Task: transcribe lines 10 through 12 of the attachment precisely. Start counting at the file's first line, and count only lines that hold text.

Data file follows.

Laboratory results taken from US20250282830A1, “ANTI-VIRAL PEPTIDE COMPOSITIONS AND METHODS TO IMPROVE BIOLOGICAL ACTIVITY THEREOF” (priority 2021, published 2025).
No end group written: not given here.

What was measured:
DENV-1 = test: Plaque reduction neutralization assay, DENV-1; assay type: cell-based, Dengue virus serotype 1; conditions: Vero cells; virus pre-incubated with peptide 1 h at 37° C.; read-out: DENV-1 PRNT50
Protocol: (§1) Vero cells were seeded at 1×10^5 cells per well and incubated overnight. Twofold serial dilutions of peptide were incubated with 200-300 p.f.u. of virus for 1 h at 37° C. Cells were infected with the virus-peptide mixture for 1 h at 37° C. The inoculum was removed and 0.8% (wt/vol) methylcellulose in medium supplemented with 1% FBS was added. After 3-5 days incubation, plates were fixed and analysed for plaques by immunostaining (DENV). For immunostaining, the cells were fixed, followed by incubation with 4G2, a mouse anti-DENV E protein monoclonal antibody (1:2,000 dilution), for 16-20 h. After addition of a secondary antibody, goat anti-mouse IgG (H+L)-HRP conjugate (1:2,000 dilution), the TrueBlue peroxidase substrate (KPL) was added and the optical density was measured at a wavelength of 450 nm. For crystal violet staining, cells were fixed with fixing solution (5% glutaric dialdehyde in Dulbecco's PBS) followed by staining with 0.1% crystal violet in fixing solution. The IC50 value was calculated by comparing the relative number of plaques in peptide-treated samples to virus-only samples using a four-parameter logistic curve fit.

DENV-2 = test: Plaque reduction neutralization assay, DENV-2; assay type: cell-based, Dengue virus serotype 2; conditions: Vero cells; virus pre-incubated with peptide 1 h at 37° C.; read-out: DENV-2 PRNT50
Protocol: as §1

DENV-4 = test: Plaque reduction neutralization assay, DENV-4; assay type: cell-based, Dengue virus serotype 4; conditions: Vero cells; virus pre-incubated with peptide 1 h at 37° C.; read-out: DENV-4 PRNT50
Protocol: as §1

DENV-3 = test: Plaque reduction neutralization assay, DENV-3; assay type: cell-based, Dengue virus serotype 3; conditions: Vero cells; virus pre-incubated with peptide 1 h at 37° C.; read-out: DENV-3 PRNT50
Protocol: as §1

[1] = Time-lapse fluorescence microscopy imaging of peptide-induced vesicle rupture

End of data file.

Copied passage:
DENV-3 = test: Plaque reduction neutralization assay, DENV-3; assay type: cell-based, Dengue virus serotype 3; conditions: Vero cells; virus pre-incubated with peptide 1 h at 37° C.; read-out: DENV-3 PRNT50
Protocol: as §1

[1] = Time-lapse fluorescence microscopy imaging of peptide-induced vesicle rupture